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Castlefield Gallery loses ACE funding

Art space fights to plug £91k gap

Published on March 31st 2011.

Castlefield Gallery loses ACE funding

THE Castlefield Gallery in Manchester has lost all of its funding following government cuts to the arts sector.

‘We were feeling confident we’d get funding, even if it meant a reduction, but we were really shocked to have lost it all.’

The gallery, which has been open since 1984 and employs four part-time staff, now faces a fight for survival as it tried to replace the £91,000 grant it was previously given by Arts Council England (ACE).

Jennifer Dean, spokesperson for the gallery, told Confidential: “We’ve lost all of our funding and as it stands, we don’t know what that will mean.

“We know what we’re doing is a valuable service to up and coming artists. We’re determined to continue – but at the moment, we don’t know how.

“We need to look at alternative ways to raise the funds, whether that be through sponsorship or other commercial channels. That’s the next challenge.

“We were feeling confident we’d get funding, even if it meant a reduction, but we were really shocked to have lost it all.

“We were told we were too reliant on ACE funding, but that wasn’t an issue when we recently applied for and were given a £49,000 grant for organisational development. The idea of that grant was to try and futureproof the gallery.”

The gallery holds exhibitions and events and also runs a professional development scheme, and has teamed up with regional, national and international partners to develop its own work as well as the artists it supports.

The funding cuts kick in next April and Dean said the gallery, which has been based in Knott Mill since 2002, was open to offers of collaboration from any other arts organisations in the region that had also suffered finding cuts.

“Collaboration is certainly something we’ll look into,” she said. “We’ve already had messages of support and I know other galleries have been talking to each other to look at ways of working with each other.

“The gallery works with artists early in their career and we don’t want to charge them or increase the commission we take on work they sell. We want them to sell their art to help put them on a firm footing.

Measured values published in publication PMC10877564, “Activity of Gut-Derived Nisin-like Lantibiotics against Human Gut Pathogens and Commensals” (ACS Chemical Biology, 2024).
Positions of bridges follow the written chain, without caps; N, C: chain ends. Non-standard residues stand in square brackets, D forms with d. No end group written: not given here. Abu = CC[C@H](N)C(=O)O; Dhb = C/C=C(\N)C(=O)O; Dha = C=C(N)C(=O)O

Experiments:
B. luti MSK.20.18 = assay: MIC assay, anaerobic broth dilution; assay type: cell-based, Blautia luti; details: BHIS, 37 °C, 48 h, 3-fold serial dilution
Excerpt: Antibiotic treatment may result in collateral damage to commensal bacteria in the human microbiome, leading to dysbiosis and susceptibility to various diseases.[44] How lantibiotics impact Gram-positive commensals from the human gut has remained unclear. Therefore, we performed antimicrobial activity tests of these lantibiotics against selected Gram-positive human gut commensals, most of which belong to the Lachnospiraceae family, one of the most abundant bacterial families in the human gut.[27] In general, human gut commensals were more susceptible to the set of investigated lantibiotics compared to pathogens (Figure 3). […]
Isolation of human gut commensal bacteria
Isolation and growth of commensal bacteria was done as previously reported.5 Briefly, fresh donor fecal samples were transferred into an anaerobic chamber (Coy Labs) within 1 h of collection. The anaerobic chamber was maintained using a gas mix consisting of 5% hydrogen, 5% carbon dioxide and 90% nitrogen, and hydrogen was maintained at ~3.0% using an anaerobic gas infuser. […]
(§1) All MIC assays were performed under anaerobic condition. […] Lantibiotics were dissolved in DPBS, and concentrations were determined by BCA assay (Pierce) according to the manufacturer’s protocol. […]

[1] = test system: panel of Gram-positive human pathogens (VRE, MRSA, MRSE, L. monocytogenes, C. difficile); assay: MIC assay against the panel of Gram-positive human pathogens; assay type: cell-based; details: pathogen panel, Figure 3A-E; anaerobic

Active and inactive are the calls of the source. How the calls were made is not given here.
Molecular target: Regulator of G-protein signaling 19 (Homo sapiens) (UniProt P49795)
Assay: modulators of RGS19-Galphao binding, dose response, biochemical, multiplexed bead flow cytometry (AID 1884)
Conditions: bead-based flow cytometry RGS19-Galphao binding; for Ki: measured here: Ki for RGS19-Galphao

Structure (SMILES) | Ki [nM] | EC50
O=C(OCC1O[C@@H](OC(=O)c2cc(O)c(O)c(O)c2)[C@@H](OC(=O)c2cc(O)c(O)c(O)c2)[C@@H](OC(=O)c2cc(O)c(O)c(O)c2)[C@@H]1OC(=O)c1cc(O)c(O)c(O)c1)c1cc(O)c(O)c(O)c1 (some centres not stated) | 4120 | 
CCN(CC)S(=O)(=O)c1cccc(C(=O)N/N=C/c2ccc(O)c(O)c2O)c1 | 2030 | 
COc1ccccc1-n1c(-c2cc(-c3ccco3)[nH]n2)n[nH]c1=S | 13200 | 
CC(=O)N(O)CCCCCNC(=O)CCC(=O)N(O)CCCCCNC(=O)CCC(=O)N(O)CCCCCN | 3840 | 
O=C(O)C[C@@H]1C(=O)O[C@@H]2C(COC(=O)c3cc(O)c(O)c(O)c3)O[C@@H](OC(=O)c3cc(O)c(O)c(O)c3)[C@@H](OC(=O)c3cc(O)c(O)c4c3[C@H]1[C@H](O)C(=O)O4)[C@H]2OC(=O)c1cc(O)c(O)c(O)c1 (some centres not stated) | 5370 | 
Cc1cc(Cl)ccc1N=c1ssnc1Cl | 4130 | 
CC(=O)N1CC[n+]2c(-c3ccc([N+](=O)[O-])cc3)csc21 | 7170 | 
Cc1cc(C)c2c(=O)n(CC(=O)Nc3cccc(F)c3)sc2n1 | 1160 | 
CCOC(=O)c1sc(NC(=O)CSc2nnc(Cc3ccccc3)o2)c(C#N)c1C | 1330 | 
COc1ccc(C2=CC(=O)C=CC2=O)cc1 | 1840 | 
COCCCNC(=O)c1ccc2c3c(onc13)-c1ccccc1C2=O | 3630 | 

“I think the arts scene in Manchester is generally quite close and supportive, and we hope that will continue.

“We haven’t discussed closure. We don’t want to think about it. We’ve survived on small amounts before and we can do it again. We were just shocked and disappointed by the announcement.

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6 comments so far, continue the conversation, write a comment.

NeilMarch 31st 2011.

Maybe I'm being a phillistine but I'd never heard of this place. Can't even picture where it was/is. Perhaps it needs to get a bit more 'commercial' rather than relying on grants.

AnonymousMarch 31st 2011.

£91,000 is about 60% of the amount of money the government gives to the state funded broadcaster for a single episode of Eastenders.

There's no shortage of tax cash around, it's just that some of it wasted on complete trash while the arts go short.

Christopher BryanMarch 31st 2011.

Yes Neil you are being a phillistine

Sally1010April 2nd 2011.

I live close to this place so walk past all the time, its almost always empty. I'm pleased we're not going to waste any more money on it, I wouldn't mind if they made the effort to encourage the public in but they don't. I don't like to bash my city's arts and culture but cutbacks elsewhere have wiped out much more accessible arts - I can honestly say this is one I'll be glad to see this go.

Larry LambApril 2nd 2011.

Lived in the city for eleven years, not a philistine but have never heard or seen this gallery, why haven't they asked me in, if you know what I mean?

JudeApril 2nd 2011.

Castlefield Gallery may be slightly off the radar for some but its work extends far beyond the walls of the gallery. Anyone who has worked in the arts in M'cr in any capacity will be aware of its importance to artists - particularly those at the early stages of their careers. Castlefield Gallery offers an alternative to commercial galleries and the large instituitions and acts as a bridge for many into 'the art world'. This role cannot be measured in visitor numbers but it is no less valuable for this.

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